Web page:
Medical College of Wisconsin
CTSICores SearchResearch InformaticsREDCap

Embryonic Origin of Primary Colon Cancer Predicts Pathologic Response and Survival in Patients Undergoing Resection for Colon Cancer Liver Metastases. Ann Surg 2018 03;267(3):514-520

Date

12/22/2016

Pubmed ID

28002060

Pubmed Central ID

PMC5901745

DOI

10.1097/SLA.0000000000002087

Scopus ID

2-s2.0-85007198120   36 Citations

Abstract

BACKGROUND: The aim of this study was to determine the prognostic value of embryonic origin in patients undergoing resection after chemotherapy for colon cancer liver metastases (CCLM).

METHODS: We identified 725 patients with primary colon cancer and known RAS mutation status who underwent hepatic resection after preoperative chemotherapy for CCLM (1990 to 2015). Survival after resection of CCLM from midgut origin (n = 238) and hindgut origin (n = 487) was analyzed. Predictors of pathologic response and survival were determined. Prognostic value of embryonic origin was validated with a separate cohort of 252 patients with primary colon cancer who underwent resection of CCLM without preoperative chemotherapy.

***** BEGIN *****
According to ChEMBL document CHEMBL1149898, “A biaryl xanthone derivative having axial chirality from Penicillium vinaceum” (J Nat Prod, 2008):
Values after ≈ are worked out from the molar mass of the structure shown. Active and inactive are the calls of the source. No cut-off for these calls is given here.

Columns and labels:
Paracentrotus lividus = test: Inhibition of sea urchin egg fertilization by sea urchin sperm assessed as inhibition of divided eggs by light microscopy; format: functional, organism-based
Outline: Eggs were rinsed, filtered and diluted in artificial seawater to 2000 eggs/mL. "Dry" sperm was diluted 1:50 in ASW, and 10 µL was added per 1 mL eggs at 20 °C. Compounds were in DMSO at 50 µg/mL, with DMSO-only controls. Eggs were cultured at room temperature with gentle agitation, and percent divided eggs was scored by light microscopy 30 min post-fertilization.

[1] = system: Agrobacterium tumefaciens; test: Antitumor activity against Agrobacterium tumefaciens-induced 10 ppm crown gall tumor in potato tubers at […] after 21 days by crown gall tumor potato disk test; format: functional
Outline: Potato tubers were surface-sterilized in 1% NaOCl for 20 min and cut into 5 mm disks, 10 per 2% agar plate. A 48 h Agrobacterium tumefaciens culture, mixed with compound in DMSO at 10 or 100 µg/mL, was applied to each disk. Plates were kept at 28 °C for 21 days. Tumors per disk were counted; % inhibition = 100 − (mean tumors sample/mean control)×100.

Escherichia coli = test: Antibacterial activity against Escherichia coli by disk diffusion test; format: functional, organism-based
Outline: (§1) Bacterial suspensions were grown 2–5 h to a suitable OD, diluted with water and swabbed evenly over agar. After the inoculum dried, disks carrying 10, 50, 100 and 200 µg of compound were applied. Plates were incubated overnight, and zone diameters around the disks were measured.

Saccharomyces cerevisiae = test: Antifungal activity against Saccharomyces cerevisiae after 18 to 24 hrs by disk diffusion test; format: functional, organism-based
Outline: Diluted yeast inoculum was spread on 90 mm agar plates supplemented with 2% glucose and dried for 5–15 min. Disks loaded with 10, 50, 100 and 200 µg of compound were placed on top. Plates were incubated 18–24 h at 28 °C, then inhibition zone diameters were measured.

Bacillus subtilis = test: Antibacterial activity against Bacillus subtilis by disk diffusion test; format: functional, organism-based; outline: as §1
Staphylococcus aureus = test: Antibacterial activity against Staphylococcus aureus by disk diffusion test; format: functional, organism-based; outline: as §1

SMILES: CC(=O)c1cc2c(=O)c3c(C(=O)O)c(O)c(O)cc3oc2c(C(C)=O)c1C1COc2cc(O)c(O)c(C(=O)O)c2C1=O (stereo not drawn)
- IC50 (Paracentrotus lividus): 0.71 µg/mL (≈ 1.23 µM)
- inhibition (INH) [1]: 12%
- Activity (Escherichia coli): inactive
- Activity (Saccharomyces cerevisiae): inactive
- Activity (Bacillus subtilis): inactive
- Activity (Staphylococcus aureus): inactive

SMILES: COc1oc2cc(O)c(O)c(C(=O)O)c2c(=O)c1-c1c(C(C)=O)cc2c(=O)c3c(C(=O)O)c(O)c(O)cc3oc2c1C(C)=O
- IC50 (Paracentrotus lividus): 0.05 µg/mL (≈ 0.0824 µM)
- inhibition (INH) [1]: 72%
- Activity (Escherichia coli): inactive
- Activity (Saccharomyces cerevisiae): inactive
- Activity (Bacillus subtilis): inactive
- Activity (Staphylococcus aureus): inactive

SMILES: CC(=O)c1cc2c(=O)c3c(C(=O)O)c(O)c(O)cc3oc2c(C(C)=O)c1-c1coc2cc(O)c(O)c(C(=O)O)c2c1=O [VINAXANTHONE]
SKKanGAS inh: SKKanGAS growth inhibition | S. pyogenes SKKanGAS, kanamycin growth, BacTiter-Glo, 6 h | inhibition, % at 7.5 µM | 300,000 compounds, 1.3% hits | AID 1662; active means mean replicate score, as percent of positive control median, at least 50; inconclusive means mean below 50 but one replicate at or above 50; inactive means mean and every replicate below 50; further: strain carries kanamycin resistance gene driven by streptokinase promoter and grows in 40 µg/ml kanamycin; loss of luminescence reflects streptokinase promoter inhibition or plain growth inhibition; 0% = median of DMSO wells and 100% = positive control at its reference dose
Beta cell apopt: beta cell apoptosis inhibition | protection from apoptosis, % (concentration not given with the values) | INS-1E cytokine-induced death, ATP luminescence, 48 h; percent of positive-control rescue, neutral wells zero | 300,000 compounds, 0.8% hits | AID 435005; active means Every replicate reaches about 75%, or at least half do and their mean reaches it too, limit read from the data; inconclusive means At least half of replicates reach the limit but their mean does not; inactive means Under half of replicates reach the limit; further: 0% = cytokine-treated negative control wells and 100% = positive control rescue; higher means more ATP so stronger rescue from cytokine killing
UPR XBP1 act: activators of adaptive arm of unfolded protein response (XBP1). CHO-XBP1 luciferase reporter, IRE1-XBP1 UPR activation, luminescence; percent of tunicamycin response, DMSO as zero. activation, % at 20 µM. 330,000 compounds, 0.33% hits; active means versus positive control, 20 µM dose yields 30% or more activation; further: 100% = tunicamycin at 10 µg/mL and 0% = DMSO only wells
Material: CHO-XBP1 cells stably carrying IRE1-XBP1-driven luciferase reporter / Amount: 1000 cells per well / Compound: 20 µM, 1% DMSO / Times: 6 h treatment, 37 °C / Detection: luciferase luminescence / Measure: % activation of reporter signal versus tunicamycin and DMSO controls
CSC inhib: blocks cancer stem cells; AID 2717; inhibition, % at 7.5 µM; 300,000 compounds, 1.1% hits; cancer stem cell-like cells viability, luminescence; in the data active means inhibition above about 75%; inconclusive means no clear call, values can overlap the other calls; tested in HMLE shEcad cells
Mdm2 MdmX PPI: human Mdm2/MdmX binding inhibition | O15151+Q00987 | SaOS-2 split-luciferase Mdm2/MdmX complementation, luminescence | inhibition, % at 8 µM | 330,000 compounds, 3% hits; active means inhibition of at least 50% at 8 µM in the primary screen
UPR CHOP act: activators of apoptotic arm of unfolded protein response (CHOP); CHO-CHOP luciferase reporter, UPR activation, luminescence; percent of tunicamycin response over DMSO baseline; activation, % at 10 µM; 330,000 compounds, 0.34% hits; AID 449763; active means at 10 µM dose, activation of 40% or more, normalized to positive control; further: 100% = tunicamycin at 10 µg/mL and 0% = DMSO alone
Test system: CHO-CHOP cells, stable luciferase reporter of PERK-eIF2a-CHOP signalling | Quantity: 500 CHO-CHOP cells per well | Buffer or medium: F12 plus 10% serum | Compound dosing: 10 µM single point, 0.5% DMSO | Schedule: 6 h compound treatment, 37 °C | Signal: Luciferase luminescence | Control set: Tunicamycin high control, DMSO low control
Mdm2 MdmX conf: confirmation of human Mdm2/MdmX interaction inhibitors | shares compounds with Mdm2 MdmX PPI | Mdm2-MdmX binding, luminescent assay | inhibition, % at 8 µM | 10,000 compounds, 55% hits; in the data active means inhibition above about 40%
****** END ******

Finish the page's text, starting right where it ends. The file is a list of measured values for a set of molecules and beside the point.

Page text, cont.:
RESULTS: Recurrence-free survival (RFS) and overall survival (OS) after hepatic resection were worse in patients with midgut origin tumors (RFS rate at 3 years: 15% vs 27%, P < 0.001; OS rate at 3 years: 46% vs 68%, P < 0.001). Independent factors associated with minor pathologic response were midgut embryonic origin [odds ratio (OR) 1.55, P = 0.010], absence of bevacizumab (OR 1.42, P = 0.034), and mutant RAS (OR 1.41, P = 0.043). Independent factors associated with worse OS were midgut embryonic origin [hazard ratio (HR) 2.04, P < 0.001], carcinoembryonic antigen value ≥5 ng/mL at hepatic resection (HR 1.46, P = 0.0021), synchronous CCLM (HR 1.45, P = 0.012), and mutant RAS (HR 1.43, P = 0.0040). In the validation cohort, patients with CCLM of midgut origin had a worse 3-year OS rate (55% vs 78%, P = 0.003).

CONCLUSIONS: Compared with CCLM from hindgut origin, CCLM from midgut origin are associated with worse pathologic response to chemotherapy and worse survival after resection. This effect appears to be independent of RAS mutation status.

Author List

Yamashita S, Brudvik KW, Kopetz SE, Maru D, Clarke CN, Passot G, Conrad C, Chun YS, Aloia TA, Vauthey JN

Author

Callisia N. Clarke MD Assistant Professor in the Surgery department at Medical College of Wisconsin




MESH terms used to index this publication - Major topics in bold

Aged
Biomarkers, Tumor
Colorectal Neoplasms
Combined Modality Therapy
Female
Humans
Liver Neoplasms
Male
Middle Aged
Mutation
Neoplasm Staging
Predictive Value of Tests
Prognosis
Proto-Oncogene Proteins p21(ras)
Survival Rate